It was nauseating to see Sanjay offer me a piece of jewellery. When Neela had gone with him, I fell on the bed and clawed the bed-sheets. But it was not Sanjay I thought about. I remembered Raj. When I had held his hands that last time, he could only smile. He could not put his arms around me for an embrace but I felt protected by the wheezing of his breath. I remembered his warmth and my body began to hurt. I opened the pendant of my locket and put the photo inside it, against my lips. 

“I hate you!” I whispered, hoping that he would know. Then I fell silent in terror. Because I never spoke to myself.

It struck me that Sanjay could never understand this. He was too young to know what my relationship with Raj meant… No one could really understand how deeply I ran inside my blood. Sanjay’s father knew Raj and had stuck with us to the end. I remembered Sanjay’s Dad bringing Raj’s friendship request to me. He had said, “Raj likes you.” Sanjay’s father was ten years older than both of us but he was the lovers’ messiah in our little hamlet. I had laughed madly and sent him away. Eventually Raj got over his shyness and came to me directly.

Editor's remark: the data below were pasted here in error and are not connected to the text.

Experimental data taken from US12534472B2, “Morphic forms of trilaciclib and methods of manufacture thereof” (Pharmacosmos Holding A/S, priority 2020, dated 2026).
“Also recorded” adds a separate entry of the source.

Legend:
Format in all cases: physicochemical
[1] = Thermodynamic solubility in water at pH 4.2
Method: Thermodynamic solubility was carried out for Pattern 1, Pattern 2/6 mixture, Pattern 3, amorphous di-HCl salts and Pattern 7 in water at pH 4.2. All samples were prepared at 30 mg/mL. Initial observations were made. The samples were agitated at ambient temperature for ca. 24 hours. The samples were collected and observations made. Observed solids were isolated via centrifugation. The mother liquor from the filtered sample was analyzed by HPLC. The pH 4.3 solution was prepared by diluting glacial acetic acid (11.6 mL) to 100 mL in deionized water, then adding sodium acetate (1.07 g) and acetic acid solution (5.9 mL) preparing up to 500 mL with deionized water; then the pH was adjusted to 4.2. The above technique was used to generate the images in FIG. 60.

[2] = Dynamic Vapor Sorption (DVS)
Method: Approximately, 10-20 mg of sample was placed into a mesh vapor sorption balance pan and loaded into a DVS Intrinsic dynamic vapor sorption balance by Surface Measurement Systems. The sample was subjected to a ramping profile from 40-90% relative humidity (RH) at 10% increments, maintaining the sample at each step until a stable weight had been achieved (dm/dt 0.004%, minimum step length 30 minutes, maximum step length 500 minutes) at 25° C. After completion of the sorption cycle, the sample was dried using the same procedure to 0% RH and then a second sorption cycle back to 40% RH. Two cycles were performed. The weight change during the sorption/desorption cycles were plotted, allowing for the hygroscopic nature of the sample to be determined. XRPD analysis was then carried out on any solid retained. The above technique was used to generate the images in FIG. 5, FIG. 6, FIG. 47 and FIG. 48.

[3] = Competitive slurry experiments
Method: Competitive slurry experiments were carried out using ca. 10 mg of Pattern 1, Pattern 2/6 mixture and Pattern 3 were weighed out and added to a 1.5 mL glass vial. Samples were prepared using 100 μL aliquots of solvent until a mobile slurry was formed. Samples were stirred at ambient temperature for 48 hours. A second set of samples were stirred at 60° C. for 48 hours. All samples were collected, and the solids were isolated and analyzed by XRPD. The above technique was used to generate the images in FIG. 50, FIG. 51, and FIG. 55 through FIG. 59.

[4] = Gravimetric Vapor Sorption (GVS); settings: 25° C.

Today as Sanjay came up to my daughter, he somehow wanted me to be happy too. Why didn’t he just realize that my life was over and I wanted to hide in my room among the furnitures? 

***

“Wait! I am coming.” Sanjay shouted.

“No…please!” I gasped. It was three days after Neela returned to college. While watring my rose bushes, I had become restless and begun to sweat. I was so frightened that I rang up Sanjay. He understood because he knew about my heart condition. As he struggled to keep me calm, I said “If I die… tell my daughter… that she is…”

I don’t know what I wanted to say. Any ways, I passed out…

When I woke up, I had been injected with sedatives and a doctor was sitting in the armchair. Sanjay was sitting on my bed and I felt very awkward. The doctor wrote medication and went. Sanjay kept sitting with closed eyes while I tried to thank him. Later in the day, he appointed a nurse and promised to come back. When the sedatives and other drugs wore off, I knew my heart was wearing out. I had had one major heart attack before.